2. Tobias Lindhe & Jan Södersten & Ann �berg, 2004. "Economic Effects of Taxing Different Organizational Forms under the Nordic Dual Income Tax," International Tax and Public Finance, Springer, vol. 11(4), pages 469-485, 08.
  3. Jenkins, Stephen P, 1995. "Accounting for Inequality Trends: Decomposition Analyses for the UK, 1971-86," Economica, London School of Economics and Political Science, vol. 62(245), pages 29-63, February.
  4. Shorrocks, A F, 1982. "Inequality Decomposition by Factor Components," Econometrica, Econometric Society, vol. 50(1), pages 193-211, January.
  5. Johnson, Paul, 1996. "The Assessment: Inequality," Oxford Review of Economic Policy, Oxford University Press, vol. 12(1), pages 1-14, Spring.
  6. Atkinson, Anthony B., 1970. "On the measurement of inequality," Journal of Economic Theory, Elsevier, vol. 2(3), pages 244-263, September.
  7. Tomi Kyyrä & Mika Maliranta, 2006. "The Micro-Level Dynamics of Declining Labour Share: Lessons from the Finnish Great Leap," Discussion Papers 406, Government Institute for Economic Research Finland (VATT).
  8. Thomas Piketty & Emmanuel Saez, 2003. "Income Inequality In The United States, 1913-1998," The Quarterly Journal of Economics, MIT Press, vol. 118(1), pages 1-39, February.
  9. Atkinson, A B, 1997. "Bringing Income Distribution in from the Cold," Economic Journal, Royal Economic Society, vol. 107(441), pages 297-321, March.
  10. Shorrocks, A F, 1980. "The Class of Additively Decomposable Inequality Measures," Econometrica, Econometric Society, vol. 48(3), pages 613-25, April.
  11. Kakwani, Nanok C, 1977. "Measurement of Tax Progressivity: An International Comparison," Economic Journal, Royal Economic Society, vol. 87(345), pages 71-80, March.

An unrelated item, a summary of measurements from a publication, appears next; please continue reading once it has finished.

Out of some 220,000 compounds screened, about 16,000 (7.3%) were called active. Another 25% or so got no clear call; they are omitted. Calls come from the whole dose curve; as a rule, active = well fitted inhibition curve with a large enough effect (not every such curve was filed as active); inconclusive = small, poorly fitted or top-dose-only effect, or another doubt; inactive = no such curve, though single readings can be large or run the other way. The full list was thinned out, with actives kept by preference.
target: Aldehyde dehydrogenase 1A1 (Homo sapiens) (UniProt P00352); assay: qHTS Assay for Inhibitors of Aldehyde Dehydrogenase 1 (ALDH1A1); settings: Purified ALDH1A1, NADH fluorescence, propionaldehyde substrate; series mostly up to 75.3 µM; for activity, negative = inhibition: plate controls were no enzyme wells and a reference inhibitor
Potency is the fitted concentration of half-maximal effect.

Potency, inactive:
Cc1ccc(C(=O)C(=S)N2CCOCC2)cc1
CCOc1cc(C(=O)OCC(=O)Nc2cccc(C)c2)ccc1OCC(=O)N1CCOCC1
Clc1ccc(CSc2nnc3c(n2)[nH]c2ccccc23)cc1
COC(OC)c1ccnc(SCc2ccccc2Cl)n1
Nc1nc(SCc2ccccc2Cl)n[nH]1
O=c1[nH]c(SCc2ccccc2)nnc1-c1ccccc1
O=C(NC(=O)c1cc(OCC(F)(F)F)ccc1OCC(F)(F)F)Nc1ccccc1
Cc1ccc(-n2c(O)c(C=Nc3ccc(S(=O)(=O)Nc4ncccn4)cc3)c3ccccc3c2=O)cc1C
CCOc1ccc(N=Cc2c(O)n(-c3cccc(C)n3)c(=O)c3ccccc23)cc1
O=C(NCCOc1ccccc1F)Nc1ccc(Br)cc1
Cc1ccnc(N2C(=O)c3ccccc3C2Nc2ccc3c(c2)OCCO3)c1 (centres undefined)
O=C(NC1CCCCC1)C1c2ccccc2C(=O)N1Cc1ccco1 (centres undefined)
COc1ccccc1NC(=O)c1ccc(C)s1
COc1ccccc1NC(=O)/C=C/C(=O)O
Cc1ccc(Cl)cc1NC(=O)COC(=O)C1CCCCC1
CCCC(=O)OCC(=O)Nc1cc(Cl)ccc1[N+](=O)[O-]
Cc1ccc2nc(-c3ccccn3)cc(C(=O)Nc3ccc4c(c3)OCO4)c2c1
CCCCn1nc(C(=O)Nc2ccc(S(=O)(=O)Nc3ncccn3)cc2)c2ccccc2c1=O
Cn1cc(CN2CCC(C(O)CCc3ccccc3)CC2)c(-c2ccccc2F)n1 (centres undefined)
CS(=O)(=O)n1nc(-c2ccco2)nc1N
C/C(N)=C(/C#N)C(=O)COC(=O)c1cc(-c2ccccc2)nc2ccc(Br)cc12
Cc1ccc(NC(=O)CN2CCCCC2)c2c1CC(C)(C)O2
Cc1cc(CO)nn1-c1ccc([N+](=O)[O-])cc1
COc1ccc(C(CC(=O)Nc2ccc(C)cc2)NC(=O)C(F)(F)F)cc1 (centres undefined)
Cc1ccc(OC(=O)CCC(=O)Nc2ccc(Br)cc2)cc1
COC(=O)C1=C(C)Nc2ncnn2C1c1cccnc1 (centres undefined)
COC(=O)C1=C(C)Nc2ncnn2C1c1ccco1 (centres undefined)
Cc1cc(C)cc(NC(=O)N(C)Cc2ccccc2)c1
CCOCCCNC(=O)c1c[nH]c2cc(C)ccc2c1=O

12. Anthony B. Atkinson, 2000. "The Changing Distribution of Income: Evidence and Explanations," German Economic Review, Verein für Socialpolitik, vol. 1(1), pages 3-18, 02.
  13. Thomas Piketty, 2003. "Income Inequality in France, 1901-1998," Journal of Political Economy, University of Chicago Press, vol. 111(5), pages 1004-1042, October.
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Cited by:
  1. Jorge Martínez-Vázquez & Violeta Vulovic & Blanca Moreno Dodson, 2012. "The Impact of Tax and Expenditure Policies on Income Distribution: Evidence from a Large Panel of Countries," Hacienda Pública Española, IEF, vol. 200(1), pages 95-130, March.
  2. Herwig Immervoll & Linda Richardson, 2011. "Redistribution Policy and Inequality Reduction in OECD Countries: What Has Changed in Two Decades?," OECD Social, Employment and Migration Working Papers 122, OECD Publishing.
  3. Tuomas Matikka, 2014. "Taxable Income Elasticity and the Anatomy of Behavioral Response: Evidence from Finland," Working Papers 55, Government Institute for Economic Research Finland (VATT).
  4. Johan Fritzell & Jennie Bacchus-hertzman & O. Bäckman & I. Borg & T. Ferrarini & K. Nelson, 2010. "GINI Country Report: Growing Inequalities and their Impacts in Sweden," GINI Country Reports sweden, AIAS, Amsterdam Institute for Advanced Labour Studies.